Definition of Kinesthesia

1. Noun. The perception of body position and movement and muscular tensions etc.


2. Noun. The ability to feel movements of the limbs and body.

Definition of Kinesthesia

1. Noun. Sensation or perception of motion. ¹

2. Noun. ''(see usage note)'' proprioception or static position sense; the perception of the position and posture of the body; also, more broadly, including the motion of the body as well. ¹

¹ Source: wiktionary.com

Definition of Kinesthesia

1. [n -S]

Medical Definition of Kinesthesia

1. 1. The sense perception of movement; the muscular sense. 2. An illusion of moving in space. Origin: G. Kinesis, motion, + aisthesis, sensation (05 Mar 2000)

Kinesthesia Pictures

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Lexicographical Neighbors of Kinesthesia

kinesiologists
kinesiology
kinesiometer
kinesioneurosis
kinesipathist
kinesipathy
kinesis
kinesitherapies
kinesitherapy
kineso-
kinesodic
kinesophobia
kinestases
kinestasis
kinestheses
kinesthesia (current term)
kinesthesia hallucination
kinesthesias
kinesthesiologist
kinesthesiologists
kinesthesiology
kinesthesiometer
kinesthesis
kinesthetic
kinesthetic aura
kinesthetic sense
kinesthetically
kinesthetics
kinetic
kinetic analyzer

Literary usage of Kinesthesia

Below you will find example usage of this term as found in modern and/or classical literature:

1. The American Journal of Psychology by Granville Stanley Hall, Edward Bradford Titchener (1913)
"they use their eyes, sometimes, to start a voluntary movement and to stop it mostly, and they use their spinal, unconscious kinesthesia to furnish it force, ..."

2. Psychological Review by American Psychological Association (1894)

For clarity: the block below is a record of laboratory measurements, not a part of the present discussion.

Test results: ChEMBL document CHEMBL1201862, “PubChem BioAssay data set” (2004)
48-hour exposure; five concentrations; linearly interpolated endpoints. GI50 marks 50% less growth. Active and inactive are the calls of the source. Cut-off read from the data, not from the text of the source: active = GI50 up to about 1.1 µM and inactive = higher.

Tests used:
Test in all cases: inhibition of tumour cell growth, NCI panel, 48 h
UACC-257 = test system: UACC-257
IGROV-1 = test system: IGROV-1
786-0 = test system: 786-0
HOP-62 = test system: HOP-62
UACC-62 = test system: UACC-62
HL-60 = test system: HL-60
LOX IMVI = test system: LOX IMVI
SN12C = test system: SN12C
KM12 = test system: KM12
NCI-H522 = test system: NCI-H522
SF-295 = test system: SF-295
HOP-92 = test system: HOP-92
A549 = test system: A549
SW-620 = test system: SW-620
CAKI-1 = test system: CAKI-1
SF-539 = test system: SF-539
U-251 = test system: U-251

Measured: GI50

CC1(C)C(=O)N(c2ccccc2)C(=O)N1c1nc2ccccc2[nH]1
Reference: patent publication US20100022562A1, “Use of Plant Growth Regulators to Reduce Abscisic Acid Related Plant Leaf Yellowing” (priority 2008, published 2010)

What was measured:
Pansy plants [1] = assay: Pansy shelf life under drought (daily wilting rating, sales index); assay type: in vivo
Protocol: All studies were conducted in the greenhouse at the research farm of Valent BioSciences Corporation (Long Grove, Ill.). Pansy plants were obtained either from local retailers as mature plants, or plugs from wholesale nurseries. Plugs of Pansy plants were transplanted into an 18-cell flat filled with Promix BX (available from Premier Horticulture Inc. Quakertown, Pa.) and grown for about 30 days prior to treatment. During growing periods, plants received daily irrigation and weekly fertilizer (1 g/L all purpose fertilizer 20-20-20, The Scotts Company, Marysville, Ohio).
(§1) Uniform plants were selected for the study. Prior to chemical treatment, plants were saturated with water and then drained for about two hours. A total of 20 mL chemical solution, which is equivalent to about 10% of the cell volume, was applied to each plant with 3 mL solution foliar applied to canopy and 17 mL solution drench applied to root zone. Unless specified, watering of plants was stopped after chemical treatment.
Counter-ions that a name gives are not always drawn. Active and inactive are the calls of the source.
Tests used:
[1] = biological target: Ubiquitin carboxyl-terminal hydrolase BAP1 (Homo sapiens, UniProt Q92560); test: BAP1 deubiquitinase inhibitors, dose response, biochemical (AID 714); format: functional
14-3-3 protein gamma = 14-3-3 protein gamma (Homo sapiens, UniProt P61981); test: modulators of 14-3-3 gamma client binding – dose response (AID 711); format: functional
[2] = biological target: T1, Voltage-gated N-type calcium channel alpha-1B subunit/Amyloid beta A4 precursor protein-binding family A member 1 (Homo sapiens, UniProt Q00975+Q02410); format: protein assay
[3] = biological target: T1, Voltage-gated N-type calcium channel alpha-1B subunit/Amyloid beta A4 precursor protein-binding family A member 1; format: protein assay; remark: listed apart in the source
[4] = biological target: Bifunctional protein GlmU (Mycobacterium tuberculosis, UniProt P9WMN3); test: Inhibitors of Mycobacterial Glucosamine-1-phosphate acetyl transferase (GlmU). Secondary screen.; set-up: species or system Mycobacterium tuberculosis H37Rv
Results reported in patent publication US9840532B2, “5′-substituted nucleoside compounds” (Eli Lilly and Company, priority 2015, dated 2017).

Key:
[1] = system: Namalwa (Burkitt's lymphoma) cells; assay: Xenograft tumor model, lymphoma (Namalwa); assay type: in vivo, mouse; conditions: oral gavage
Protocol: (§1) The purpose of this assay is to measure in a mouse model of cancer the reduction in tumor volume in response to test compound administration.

"Interpretation is wholly blind to us save on the kinesthetic basis, as the writer has tried to show in some notes already printed on kinesthesia. ..."

3. The Esthetics of Motion, with Special Reference to the Psychology of Grace by Paul Souriau, George Henry Browne (1917)
"If Vision is the Queen of the senses, kinesthesia (the sense of movement, posture, weight, shape, adjustment, and pressure) is the King of them all, ..."

4. Moto-sensory Development; Observations on the First Three Years of a Child by George Van Ness Dearborn (1910)
"There are other illustrations, striking enough as beheld, that touch (and kinesthesia) are more closely involved in the motor mechanism than is vision. ..."

5. Text-book of Psychiatry: A Psychological Study of Insanity for Practitioners by Emanuel Mendel (1907)
"... and to distinguish between hyperesthesia and neuralgia, kinesthesia and paralysis, and to designate hyperesthesia as melancholia, kinesthesia as mania, ..."

6. Readers' Guide to Periodical Literature by H.W. Wilson Company (1913)
"kinesthesia, queen of the senses. 11. Lit. Digest. 47: 1167-8. D. 13. '13. See also Psychology, Physiological. Museum of French art, French Institute In- ..."

7. The American Journal of Psychology by Granville Stanley Hall, Edward Bradford Titchener (1911)
"The term organic sensations is used here in its broadest sense, comprising kinesthesia or sensations of muscular movements or innervation, ..."

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